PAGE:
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Obama Transgender Directive: Gender Identity trumps Gender Reality

As a condition of receiving federal funds, "a school may provide separate facilities on the basis of sex, but must allow transgender students access to such facilities consistent with their gender identity,” reads a letter outlining guidance for schools, obtained by ABC.

By ERIN DOOLEY |ABC News

 

The Obama administration today will call on public school districts nationwide to allow transgender students to use the bathroom that matches their gender identity, sources told ABC News.

As a condition of receiving federal funds, “a school may provide separate facilities on the basis of sex, but must allow transgender students access to such facilities consistent with their gender identity,” reads a letter outlining guidance for schools, obtained by ABC.

While schools are permitted to offer single-use restrooms to students seeking “additional privacy,” they should not require transgender students to use single-use facilities if their classmates are not required to do the same, the edict adds.

Citing Title IX, the letter says the school should not require a medical diagnosis, nor should they demand documentation reflecting the student’s gender identity before taking steps to protect transgender students — “even in circumstances in which other students, parents, or community members raise objections.”

The letter — signed by officials from the Departments of Justice and Education — comes amid a fierce national debate over transgender rights, including dueling lawsuits by DOJ and the state of North Carolina over the so-called “bathroom law”, which requires all government agencies and public schools to require multiple-occupancy public restrooms and locker-rooms be separated by “biological sex” rather than gender identity.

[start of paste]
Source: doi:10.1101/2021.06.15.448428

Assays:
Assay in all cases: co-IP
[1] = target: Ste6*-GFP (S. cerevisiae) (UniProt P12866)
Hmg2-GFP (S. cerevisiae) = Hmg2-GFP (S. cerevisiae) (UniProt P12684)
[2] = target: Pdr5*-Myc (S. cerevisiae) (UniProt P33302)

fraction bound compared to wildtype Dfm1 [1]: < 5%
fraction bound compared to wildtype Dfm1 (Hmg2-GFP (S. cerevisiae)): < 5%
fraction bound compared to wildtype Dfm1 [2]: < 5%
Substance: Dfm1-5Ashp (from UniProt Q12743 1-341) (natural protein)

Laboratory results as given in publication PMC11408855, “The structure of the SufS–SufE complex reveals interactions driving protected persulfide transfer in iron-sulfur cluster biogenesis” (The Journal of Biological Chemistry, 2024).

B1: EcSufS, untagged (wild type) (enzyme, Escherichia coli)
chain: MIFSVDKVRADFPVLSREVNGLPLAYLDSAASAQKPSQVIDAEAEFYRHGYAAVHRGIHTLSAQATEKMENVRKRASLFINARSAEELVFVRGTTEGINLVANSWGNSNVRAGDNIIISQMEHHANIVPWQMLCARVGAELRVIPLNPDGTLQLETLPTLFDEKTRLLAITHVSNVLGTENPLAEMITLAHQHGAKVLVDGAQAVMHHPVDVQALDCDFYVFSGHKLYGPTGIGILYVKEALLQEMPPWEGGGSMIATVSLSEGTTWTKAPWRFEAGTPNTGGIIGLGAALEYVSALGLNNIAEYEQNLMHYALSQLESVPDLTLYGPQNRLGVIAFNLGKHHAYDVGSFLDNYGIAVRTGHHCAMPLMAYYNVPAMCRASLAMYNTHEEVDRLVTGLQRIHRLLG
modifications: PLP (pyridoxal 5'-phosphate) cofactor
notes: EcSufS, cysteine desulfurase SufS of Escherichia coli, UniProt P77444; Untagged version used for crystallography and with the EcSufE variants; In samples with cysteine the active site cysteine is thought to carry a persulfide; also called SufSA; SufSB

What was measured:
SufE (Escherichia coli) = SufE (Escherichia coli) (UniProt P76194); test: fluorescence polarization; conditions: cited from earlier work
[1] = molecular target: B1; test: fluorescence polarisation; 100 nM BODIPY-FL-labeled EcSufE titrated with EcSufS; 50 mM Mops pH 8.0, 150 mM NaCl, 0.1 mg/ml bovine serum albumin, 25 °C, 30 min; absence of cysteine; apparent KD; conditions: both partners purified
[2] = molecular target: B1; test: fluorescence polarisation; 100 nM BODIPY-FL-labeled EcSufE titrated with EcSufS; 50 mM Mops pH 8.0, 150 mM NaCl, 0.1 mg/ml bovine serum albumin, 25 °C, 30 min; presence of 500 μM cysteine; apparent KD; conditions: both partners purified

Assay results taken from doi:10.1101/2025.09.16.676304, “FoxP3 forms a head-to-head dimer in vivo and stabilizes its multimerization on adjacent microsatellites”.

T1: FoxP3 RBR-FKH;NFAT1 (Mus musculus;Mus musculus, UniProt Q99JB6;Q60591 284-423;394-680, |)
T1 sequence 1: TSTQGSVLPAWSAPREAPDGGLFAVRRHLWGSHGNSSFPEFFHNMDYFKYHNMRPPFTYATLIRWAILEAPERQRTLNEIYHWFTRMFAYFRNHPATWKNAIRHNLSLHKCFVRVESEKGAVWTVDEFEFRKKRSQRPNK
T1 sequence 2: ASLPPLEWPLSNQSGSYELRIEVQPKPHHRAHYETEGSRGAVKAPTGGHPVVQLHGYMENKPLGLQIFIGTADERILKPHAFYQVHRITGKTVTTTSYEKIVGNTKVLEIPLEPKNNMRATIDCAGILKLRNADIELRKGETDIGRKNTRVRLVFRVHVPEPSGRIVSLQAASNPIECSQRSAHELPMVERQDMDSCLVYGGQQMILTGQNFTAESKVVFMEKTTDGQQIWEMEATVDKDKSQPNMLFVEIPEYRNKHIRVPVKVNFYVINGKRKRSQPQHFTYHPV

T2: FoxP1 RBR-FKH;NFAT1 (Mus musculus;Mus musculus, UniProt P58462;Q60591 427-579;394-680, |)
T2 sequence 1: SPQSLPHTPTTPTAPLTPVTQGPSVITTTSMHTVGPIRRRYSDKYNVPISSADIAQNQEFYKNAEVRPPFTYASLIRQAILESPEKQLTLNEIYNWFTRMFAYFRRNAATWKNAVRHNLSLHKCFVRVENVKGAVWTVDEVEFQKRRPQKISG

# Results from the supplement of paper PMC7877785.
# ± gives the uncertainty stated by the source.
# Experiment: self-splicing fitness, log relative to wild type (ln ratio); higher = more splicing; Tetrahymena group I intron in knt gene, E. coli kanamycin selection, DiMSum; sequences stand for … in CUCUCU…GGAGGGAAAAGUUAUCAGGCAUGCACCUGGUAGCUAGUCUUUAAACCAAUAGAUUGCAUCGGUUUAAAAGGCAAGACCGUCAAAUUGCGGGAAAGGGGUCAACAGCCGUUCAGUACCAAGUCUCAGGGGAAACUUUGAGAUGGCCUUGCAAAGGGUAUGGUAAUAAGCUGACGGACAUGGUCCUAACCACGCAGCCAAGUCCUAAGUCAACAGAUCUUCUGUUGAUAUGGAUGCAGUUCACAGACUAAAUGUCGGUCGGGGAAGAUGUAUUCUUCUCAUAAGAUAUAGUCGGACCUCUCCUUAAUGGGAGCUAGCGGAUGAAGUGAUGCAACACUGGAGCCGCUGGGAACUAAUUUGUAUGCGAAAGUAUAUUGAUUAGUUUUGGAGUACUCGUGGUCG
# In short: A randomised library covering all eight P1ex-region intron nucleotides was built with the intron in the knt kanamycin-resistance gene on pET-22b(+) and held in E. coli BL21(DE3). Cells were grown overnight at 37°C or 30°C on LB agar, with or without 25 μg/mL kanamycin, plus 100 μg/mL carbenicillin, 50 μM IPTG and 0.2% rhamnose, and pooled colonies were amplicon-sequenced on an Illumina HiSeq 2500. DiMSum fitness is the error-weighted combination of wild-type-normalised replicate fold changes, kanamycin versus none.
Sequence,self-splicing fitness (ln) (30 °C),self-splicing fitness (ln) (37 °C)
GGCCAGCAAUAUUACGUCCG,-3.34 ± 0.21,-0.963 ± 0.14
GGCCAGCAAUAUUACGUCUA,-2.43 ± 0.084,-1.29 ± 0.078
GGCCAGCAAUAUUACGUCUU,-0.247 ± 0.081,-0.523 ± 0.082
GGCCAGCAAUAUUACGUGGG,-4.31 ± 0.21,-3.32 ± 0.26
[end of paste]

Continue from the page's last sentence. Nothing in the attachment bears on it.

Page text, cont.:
President Obama has slammed the law, saying, “I think it’s very important for us not to send signals that anybody is treated differently.”

Alongside the letter to school districts, officials will distribute a list of “emerging practices,” advice for how to deal with a number of issues, from ensuring faculty uses the student’s preferred pronoun to preventing staff from inadvertently disclosing a student’s status as transgender.

The best practices document also gives guidance on how schools can “protect the privacy rights of all students,” holding up a suggestion from Washington state that recommends offering “students who may feel uncomfortable sharing the facility with the transgender student(s)” the option to use a separate single-occupant restroom.

“This is a truly significant moment not only for transgender young people but for all young people, sending a message that every student deserves to be treated fairly and supported by their teachers and schools,” Human Rights Campaign President Chad Griffin said in a statement, calling the directive “groundbreaking.”

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